In object-type art process is not visible. Materials often are. When they are, their reasonableness is usually apparent. Rigid industrial materials go together at right angles with great ease. But it is the a priori valuation of the well-built that dictates the materials. The well-built form of objects preceded any consideration of means. Materials themselves have been limited to those which efficiently make the general object form.
Recently, materials other than rigid industrial ones have begun to show up. Oldenburg was one of the first to use such materials. A direct investigation of the properties of these materials is in progress. This involves a reconsideration of the use of tools in relation to material. In some cases these investigations move from the making of things to the making of material itself. Sometimes a direct manipulation of a given material without the use of any tool is made. In these cases considerations of gravity become as important as those of space. The focus on matter and gravity as means results in forms which were not projected in advance.
Considerations of ordering are necessarily casual and imprecise and unemphasized. Random piling, loose stacking, hanging, give passing form to the material. Chance is accepted and indeterminacy is implied since replacing will result in another configuration. Disengagement with preconceived enduring forms and orders for things is a positive assertion. It is part of the work's refusal to continue aestheticizing form by dealing with it as a prescribed end.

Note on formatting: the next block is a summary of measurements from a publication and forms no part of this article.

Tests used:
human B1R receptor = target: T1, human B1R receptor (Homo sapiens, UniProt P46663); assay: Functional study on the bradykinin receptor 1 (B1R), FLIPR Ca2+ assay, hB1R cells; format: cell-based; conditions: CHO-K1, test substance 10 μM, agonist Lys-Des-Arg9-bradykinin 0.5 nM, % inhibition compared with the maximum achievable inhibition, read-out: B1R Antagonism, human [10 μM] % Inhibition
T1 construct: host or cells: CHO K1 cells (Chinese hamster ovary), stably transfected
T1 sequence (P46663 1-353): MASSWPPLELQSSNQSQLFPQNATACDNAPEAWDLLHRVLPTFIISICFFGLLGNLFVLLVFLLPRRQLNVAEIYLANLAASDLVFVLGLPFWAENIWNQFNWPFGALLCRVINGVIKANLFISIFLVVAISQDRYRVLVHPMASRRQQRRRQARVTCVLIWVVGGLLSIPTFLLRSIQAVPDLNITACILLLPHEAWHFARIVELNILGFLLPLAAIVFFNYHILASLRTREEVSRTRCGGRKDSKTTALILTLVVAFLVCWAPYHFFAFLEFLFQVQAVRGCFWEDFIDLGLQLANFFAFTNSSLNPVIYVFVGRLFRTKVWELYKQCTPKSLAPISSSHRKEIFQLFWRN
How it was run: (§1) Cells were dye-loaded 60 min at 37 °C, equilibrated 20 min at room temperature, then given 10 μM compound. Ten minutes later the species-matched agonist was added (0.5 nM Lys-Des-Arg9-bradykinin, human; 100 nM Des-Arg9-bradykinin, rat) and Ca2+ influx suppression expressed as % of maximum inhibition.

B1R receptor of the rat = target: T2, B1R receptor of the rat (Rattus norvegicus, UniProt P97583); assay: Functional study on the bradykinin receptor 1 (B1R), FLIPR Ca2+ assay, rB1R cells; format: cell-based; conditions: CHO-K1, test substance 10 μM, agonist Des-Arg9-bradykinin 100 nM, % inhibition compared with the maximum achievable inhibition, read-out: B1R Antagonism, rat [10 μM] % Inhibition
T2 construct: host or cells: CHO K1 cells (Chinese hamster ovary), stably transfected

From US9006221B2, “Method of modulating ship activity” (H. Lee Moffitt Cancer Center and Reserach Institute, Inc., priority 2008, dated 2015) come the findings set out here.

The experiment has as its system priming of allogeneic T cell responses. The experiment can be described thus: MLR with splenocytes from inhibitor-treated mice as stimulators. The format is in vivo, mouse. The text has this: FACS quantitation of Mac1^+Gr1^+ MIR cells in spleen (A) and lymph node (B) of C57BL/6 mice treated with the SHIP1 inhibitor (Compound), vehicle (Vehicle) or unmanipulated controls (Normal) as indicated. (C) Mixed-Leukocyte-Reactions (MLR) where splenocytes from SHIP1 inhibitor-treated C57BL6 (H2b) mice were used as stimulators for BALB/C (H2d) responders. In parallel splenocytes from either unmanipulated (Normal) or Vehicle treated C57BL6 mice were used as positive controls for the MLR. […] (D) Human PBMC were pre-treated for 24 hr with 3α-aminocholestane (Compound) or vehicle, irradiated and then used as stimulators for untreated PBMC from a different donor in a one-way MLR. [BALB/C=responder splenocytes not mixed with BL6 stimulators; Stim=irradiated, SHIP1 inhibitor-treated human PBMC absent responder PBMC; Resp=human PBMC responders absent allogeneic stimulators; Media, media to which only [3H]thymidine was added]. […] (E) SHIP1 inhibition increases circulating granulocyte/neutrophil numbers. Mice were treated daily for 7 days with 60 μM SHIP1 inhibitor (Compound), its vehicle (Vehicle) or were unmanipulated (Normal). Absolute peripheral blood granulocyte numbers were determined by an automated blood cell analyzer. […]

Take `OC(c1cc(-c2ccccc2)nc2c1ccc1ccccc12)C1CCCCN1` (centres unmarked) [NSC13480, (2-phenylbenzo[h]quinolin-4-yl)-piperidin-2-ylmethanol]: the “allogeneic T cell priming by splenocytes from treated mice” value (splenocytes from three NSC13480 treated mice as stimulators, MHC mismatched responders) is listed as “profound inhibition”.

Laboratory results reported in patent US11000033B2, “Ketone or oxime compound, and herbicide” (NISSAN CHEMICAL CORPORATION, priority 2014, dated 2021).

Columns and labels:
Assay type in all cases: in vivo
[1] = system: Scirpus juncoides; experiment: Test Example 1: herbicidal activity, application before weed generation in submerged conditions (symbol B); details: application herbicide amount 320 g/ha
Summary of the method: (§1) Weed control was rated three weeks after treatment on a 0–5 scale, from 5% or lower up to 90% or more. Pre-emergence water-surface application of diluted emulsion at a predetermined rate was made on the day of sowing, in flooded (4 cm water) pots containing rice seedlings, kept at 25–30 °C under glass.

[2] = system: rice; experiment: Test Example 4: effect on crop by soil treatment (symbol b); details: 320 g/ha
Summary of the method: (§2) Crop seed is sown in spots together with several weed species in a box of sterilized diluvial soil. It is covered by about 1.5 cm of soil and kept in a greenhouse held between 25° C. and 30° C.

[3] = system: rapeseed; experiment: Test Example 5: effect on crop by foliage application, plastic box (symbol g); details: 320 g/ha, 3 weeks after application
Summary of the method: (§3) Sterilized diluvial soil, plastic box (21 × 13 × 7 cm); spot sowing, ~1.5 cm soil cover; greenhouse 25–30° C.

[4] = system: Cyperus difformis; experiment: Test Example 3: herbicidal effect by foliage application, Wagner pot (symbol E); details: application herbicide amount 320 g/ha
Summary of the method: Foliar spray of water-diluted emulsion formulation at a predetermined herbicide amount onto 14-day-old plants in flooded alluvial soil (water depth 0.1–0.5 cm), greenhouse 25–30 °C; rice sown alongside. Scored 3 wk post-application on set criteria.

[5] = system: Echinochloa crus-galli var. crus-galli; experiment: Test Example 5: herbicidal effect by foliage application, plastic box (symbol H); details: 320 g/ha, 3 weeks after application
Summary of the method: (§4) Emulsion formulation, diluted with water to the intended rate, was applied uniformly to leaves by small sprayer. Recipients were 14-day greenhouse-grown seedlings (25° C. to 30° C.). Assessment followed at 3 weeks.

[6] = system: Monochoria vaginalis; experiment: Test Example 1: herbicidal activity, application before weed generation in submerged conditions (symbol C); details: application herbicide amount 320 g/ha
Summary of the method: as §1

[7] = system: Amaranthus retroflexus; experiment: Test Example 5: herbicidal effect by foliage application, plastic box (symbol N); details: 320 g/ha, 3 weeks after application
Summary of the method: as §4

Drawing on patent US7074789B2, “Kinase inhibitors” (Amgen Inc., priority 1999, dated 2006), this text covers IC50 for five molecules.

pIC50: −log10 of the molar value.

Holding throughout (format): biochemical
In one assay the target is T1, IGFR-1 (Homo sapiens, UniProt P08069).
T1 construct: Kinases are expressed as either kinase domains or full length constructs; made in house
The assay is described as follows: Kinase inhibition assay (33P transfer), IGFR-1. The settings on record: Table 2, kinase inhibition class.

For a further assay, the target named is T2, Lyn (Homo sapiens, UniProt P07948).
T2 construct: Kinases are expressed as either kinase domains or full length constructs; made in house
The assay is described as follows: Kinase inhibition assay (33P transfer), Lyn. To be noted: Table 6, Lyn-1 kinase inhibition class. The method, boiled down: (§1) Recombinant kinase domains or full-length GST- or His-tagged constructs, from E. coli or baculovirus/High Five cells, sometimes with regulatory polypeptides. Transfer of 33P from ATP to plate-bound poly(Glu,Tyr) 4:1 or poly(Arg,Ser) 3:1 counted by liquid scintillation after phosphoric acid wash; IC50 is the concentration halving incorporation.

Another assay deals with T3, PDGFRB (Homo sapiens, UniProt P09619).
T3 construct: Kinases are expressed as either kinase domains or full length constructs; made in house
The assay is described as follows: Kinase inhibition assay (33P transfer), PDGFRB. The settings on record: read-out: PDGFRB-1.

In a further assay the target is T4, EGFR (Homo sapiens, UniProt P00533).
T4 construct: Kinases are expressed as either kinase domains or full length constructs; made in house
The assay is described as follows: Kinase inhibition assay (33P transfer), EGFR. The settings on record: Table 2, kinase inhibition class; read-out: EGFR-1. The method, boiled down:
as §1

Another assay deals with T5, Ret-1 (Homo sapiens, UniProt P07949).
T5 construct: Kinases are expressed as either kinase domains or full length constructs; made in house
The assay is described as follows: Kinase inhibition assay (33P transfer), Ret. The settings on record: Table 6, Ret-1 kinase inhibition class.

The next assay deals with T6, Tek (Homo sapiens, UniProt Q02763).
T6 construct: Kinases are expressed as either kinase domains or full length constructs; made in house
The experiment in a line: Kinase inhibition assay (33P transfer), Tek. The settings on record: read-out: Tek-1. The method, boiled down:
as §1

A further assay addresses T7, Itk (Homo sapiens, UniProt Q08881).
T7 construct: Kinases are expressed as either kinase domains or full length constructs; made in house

Tuesday, August 02, 2011
In Taipei at the National Palace Museum: Painting Reunited, through September 5th, 2011.
Click the link above to read all about my favorite painting of all time in the world. You can play with a section of it on the Museum's home page, but only a small section. The desire to see the scroll in its entirety persists. Here at Raggedy Ann's Foot, enter the top image from bottom right, travel down the images from right to left and exit the bottom image at the lower left. It's a bumpy ride, I know, but enjoy the "hemp stroke" mountains and dotting techniques that make this scroll a masterpiece!
When I traveled to Taiwan for the second time, in 2005, with the naive hope of seeing the painting, the closest I got was an oversized cloth-covered catalogue of the Museum's Yuan Dynasty collection. I bought it immediately and dragged the book to China, where in the cold December month copied the scroll, segment by segment, from the book to sheets of rice paper. It did not fulfill my desire to see the scroll in its entirety, but I felt much closer to the composition, and learned how Huang rotates the space, taking us in front of and then behind the rising mountains, offsetting the peaks with lowlands and reefs. Back in the US I lugged the book to a Kinko's, photocopied the segments and pasted them together. Wherever I go, I take the mini-scroll with me, some pages blacker than others, dented now with the times it's been rolled and moved. Still, I yearn to see the painting as conceived by my teacher and mentor, Huang Gongwang, a Yuan Dynasty great. Teleport me.